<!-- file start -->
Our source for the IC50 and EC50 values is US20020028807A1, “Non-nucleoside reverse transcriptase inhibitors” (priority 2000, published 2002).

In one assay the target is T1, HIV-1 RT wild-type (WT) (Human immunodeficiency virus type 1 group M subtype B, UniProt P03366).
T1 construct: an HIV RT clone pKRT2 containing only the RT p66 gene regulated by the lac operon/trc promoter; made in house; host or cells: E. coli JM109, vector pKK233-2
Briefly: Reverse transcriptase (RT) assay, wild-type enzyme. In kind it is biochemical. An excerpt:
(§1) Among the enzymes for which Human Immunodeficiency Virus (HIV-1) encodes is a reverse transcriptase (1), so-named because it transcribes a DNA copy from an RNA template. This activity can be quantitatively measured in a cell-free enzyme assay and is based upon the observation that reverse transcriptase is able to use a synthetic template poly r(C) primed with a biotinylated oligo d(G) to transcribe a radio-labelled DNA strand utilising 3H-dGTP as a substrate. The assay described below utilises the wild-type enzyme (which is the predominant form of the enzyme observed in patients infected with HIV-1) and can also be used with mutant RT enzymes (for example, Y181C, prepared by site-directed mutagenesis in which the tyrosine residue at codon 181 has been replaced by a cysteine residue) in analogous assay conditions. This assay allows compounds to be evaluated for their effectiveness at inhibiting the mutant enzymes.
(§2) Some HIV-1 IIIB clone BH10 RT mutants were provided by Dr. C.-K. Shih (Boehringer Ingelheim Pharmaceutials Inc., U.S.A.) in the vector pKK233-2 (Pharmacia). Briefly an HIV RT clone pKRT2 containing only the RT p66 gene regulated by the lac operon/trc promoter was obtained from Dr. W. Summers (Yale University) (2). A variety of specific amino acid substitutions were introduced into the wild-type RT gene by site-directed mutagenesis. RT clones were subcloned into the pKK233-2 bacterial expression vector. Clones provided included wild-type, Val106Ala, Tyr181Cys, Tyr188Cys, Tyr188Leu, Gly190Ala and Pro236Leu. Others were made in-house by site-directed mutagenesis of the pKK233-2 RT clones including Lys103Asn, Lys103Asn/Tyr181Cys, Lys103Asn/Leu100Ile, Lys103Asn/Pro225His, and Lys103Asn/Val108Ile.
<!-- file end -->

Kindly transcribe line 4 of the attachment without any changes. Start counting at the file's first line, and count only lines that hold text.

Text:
Briefly: Reverse transcriptase (RT) assay, wild-type enzyme. In kind it is biochemical. An excerpt: